At a Glance

Since Wells Fargo will use whichever of the three reporting bureaus it feels works best, getting a Wells Fargo credit card isn’t dependent on which bureau it uses. Instead, if you want to work with them, you’ll need to understand which reporting metrics matter most.

In this article, you’ll learn:

Which credit bureau does Wells Fargo use for credit cards? 

Wells Fargo will pull your credit report from any of the three major reporting bureaus – Equifax, Experian, and TransUnion. The specific bureau they’ll use for your credit application is a trade secret for the bank that’s not publicly disclosed.

When does Wells Fargo report to credit bureaus? 

Wells Fargo will typically report changes to your account within 3-5 days of your statement closing.

How does Wells Fargo access information from credit bureaus? 

Wells Fargo will access information from the reporting bureaus in one of two ways:

Soft pull – Soft pulls are typically used for credit limit increases, credit score monitoring, etc. Soft pulls don’t show up on your credit report and won’t negatively affect your score.

Hard pull – Hard pulls are used for new credit or loan applications and account for 10% of your total credit score. Hard pulls should be used sparingly, as the more inquiries (or pulls) you have listed, the lower your credit score will be.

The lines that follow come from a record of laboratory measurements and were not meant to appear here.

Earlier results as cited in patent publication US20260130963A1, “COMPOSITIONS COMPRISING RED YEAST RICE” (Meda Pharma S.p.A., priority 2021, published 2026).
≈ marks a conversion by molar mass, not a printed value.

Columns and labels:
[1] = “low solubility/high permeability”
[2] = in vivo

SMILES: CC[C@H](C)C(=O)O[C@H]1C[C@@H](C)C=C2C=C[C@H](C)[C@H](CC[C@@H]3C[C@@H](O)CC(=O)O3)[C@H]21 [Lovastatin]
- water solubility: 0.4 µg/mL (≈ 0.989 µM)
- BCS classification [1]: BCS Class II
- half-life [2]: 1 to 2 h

Related: Hard vs Soft Credit Check: What’s the Difference?


There’s no black-and-white answer to this, as each bureau will weigh different factors in determining your credit score. However, there are two standardized scoring protocols the bureaus can use: FICO or VantageScore, so you’ll typically find your score to be within a few points for each reporting bureau.

If you notice a significant difference between one bureau’s score and another, you should contact the bureau immediately and request a copy of your credit report to see why there’s such a big difference.

For new credit cards, Wells Fargo will do a hard pull, also known as an “inquiry,” on your credit report. For checking and savings accounts, Wells Fargo won’t look at your credit score but instead use a checking account reporting agency, similar to the credit bureaus, to look at your history with “consumer” banking accounts.

In some cases, Wells Fargo may use Experian to check your history before opening a new checking or savings account, but this is rare.

Each card will have requirements but, generally speaking, you should have a FICO score or VantageScore that’s at least 700 before applying for a credit card from Wells Fargo. 

Related: Wells Fargo Credit Card Requirements